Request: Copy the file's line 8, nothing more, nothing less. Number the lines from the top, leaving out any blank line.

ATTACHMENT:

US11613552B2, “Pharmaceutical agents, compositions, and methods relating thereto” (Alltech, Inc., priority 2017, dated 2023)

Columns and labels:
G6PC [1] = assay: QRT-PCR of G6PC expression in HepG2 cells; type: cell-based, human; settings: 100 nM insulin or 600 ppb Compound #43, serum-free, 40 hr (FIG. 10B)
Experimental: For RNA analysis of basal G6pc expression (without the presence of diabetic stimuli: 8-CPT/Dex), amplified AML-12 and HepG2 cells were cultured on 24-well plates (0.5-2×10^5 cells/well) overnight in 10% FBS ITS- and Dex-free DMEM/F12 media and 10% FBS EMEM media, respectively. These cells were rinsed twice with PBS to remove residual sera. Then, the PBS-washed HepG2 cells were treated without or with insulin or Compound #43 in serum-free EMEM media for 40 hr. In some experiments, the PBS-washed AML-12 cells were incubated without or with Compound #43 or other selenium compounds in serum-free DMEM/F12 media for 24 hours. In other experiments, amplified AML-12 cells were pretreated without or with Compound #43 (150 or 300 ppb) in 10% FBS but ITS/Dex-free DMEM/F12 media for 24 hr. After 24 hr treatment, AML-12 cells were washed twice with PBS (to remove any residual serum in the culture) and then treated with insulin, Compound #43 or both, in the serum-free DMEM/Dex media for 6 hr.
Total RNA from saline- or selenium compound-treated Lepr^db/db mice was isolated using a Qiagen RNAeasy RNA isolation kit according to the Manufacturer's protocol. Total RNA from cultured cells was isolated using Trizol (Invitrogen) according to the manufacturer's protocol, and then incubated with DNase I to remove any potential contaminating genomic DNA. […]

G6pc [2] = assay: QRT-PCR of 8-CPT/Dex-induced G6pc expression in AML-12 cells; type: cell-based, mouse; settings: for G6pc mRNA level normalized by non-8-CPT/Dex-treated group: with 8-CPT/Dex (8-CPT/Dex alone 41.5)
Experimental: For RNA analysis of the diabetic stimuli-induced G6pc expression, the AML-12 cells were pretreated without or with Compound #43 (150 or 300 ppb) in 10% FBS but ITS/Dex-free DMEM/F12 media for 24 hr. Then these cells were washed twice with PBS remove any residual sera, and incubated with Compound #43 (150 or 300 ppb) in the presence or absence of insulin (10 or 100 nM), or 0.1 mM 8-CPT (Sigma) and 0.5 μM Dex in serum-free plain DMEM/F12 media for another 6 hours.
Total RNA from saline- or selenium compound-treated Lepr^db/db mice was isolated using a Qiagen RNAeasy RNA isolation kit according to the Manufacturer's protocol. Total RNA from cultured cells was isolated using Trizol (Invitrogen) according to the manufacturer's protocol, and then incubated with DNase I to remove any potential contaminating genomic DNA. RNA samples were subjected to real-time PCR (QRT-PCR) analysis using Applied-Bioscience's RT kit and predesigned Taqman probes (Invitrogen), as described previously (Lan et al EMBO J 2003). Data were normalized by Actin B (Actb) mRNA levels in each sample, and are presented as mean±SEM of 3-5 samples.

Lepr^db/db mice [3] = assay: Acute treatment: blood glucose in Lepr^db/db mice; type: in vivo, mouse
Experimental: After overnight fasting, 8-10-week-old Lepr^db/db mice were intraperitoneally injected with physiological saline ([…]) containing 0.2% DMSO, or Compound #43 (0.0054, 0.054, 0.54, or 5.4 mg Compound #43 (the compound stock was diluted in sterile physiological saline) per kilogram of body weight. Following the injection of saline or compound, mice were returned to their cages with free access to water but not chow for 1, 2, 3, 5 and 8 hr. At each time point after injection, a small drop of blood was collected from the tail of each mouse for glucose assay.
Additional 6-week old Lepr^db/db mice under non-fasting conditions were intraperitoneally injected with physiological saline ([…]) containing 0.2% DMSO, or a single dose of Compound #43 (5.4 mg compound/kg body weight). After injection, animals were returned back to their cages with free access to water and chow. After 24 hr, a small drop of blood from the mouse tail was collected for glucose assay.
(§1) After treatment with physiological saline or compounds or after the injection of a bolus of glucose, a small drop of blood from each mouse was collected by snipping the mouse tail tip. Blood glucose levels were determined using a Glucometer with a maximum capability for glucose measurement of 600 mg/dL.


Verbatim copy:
Total RNA from saline- or selenium compound-treated Lepr^db/db mice was isolated using a Qiagen RNAeasy RNA isolation kit according to the Manufacturer's protocol. Total RNA from cultured cells was isolated using Trizol (Invitrogen) according to the manufacturer's protocol, and then incubated with DNase I to remove any potential contaminating genomic DNA. RNA samples were subjected to real-time PCR (QRT-PCR) analysis using Applied-Bioscience's RT kit and predesigned Taqman probes (Invitrogen), as described previously (Lan et al EMBO J 2003). Data were normalized by Actin B (Actb) mRNA levels in each sample, and are presented as mean±SEM of 3-5 samples.